There are no presentations this afternoon that appeal to me, and I have nothing planned. Several passengers and Clive have mentioned there is a Lysan Albatross flying with the ship, so I grab my camera and circle the outside decks looking for this bird to no avail. As usual, I skip lunch in favor of having a cappuccino and a couple of cookies in the early afternoon around 2PM. I take my iPad and read my book for an hour while I have my coffee.
The ship has been lurching a bit in large 8’ swells, which are apparently coming from a couple of storms north of the Hawaiian Islands, where the captain tells us the swells are 20’. Weather reports are apparently good for when we arrive in Hawaii, but at the moment they have overcast skies and rain. We also have had overcast skies but no rain since we left sunny San Diego. The outside temperature is a mild 21°C during the day…not exactly time for swimming in the outside pool, but pleasant enough.
I go to dinner this evening at 6PM, my usual time. I am seated with two couples that are both from Burnaby, so our table isn’t just Canadian…it’s British Columbian! One couple booked the cruise three weeks before departure date, and paid half fare. Obviously they didn’t get their choice of cabins, but they were upgraded from an inside cabin to an outside cabin, so they did pretty well. His luggage was lost by Air Canada/United in Denver, so he only has one pair of pants to wear, and had to rent a tuxedo for formal night, as well as buy spare socks and underwear in the shop. Apparently United will be paying them $300 for the inconvenience, and will ship his bag to Honolulu.
February 19, 2014 – Wednesday – Enroute San Diego to Hawaii – Sea day 5
I wake up at 6:30AM, which is too early, but setting the clocks back an hour last night has screwed me up. I head up to the Explorations Café for a cappuccino at 7AM. Yesterday the captain reported we were moving clear of the big swells and would experience confused seas, and that’s exactly what I see out the windows this morning. We still have overcast skies, and the sea is grey just like at home during the winter months. The ship is making 17.7 knots this morning, and we are within a day’s sail of Hawaii, so I’m sure the captain is pleased to be on schedule (as am I).
I’m looking forward to the end of these days at sea. At day 5, I’m finding it a bit tedious, although I am certainly catching up on my rest! Breakfast in the Rotterdam dining room this morning was very pleasant. I was seated at a table for six: 2 Brits (SE England), 2 Americans (S central WA), and a Canadian woman (Calgary). We discuss the XL oil pipeline proposal. Of course the Americans are all in favour of the pipeline, and hate Obama. The English complain about the long tags on their clothing and other goods, which now have to accommodate all the languages in the EU.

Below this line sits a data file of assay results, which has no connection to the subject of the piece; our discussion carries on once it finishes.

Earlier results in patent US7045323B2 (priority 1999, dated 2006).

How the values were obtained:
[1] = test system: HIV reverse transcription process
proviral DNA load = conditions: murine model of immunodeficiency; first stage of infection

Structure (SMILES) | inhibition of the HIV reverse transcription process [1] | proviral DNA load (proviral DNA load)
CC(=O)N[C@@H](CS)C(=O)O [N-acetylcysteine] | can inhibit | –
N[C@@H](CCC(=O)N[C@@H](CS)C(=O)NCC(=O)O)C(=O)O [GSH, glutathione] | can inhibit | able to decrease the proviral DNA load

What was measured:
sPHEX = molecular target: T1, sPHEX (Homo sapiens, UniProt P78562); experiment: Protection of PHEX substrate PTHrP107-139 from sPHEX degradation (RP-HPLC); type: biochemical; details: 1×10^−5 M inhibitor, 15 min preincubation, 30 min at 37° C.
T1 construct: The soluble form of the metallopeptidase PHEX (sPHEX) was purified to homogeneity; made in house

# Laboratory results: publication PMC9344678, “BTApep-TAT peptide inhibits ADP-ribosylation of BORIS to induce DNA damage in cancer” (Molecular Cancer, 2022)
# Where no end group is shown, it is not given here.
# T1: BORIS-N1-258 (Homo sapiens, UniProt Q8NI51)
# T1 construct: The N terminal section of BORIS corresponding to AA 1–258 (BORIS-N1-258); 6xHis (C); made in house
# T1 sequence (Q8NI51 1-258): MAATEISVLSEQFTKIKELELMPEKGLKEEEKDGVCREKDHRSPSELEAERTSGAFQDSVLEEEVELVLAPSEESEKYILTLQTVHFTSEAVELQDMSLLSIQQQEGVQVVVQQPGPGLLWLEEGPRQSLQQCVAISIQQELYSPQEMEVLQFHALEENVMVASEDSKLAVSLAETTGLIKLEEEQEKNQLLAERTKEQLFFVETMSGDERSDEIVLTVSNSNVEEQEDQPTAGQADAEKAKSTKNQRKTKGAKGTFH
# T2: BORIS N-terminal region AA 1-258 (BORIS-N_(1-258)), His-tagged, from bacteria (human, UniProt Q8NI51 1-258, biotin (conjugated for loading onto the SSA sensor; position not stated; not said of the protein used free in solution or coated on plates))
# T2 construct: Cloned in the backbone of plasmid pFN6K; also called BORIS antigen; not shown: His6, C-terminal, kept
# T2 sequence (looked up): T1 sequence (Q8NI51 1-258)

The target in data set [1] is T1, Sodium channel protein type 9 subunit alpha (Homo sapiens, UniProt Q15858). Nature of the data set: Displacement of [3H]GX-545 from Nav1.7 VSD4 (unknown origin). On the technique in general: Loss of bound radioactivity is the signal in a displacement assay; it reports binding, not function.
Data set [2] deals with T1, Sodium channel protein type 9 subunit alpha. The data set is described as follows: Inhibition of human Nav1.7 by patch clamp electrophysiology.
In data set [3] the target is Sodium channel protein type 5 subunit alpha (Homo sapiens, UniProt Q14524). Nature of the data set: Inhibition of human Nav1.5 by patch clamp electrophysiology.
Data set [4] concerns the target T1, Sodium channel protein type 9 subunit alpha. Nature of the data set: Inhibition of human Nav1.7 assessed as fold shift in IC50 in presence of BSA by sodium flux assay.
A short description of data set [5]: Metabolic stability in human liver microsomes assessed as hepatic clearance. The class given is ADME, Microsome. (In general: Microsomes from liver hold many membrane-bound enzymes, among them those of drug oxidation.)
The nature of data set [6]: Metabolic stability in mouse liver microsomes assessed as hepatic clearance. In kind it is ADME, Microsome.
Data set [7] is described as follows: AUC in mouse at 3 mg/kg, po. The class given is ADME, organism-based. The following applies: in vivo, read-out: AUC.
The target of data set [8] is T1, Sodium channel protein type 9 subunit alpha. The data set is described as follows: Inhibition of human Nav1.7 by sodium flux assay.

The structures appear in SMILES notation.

I decide it is time to do laundry this morning since I’m not interested in any of the morning presentations, and we are experiencing a tropical downpour outside. It costs $2 to wash (including detergent), and $1 for the dryer. I buy a roll of quarters from the front desk, so I’m set for the trip. While I wait for my laundry, there is a balloon toss game being played in the Atrium. It’s called “keep the guests busy” on their fifth day at sea!
By Noon the Sun is out and the clouds are mostly cleared in favour of blue sky. People are out on deck sunning themselves almost immediately! I decide to have some lunch in the Lido and eat out on the Lido pool deck where the HAL-cat band is playing. Now this is the typical cruise ship experience…all I need is a beer! It’s formal night tonight, so perhaps I’ll have a glass of wine with dinner.
1PM Showroom – The social life of animals – Clive Catchpole – Clive talks about Oxford biologist Richard Dawkins, who defends Darwin’s views about individual selection theories, but proposes that Evolution is all about genes being passed on, and believes that genes are immortal, unlike human bodies, Dawkins Book: The Selfish Gene 1978. This was another first-rate talk by Clive! He won’t be back until we leave Hawaii.
I was going to listen to Kainoa’s talk on the History of the Hula after Clive’s presentation, but decide to skip it in favour of going for a swim in the Sea View Pool. The water is cool, but it is great to swim a bit – a refreshing break from all my inactivity so far on the cruise.
I dress for dinner and am seated with the couple from Atlanta, and the couple from Burnaby I previously met, and one other woman. After dinner, I go to the Showroom to see a magician and comedian act, but he is less than entertaining, so I leave mid-way through the performance.
Since it is clear outside, I go up to Deck 14, the Sky Deck to measure the sky darkness with my Sky Quality Meter and to observe the stars. The lights are on up there, but I get an exceedingly dark reading. I also see the Orion (the Warrior) constellation on his side and Cygnus (the Swan) constellation, which is also flying on her side.
Tomorrow morning we land in Honolulu, on the Hawaiian island of Oahu. I think it’s safe to say everyone aboard is looking forward to it. I know I am!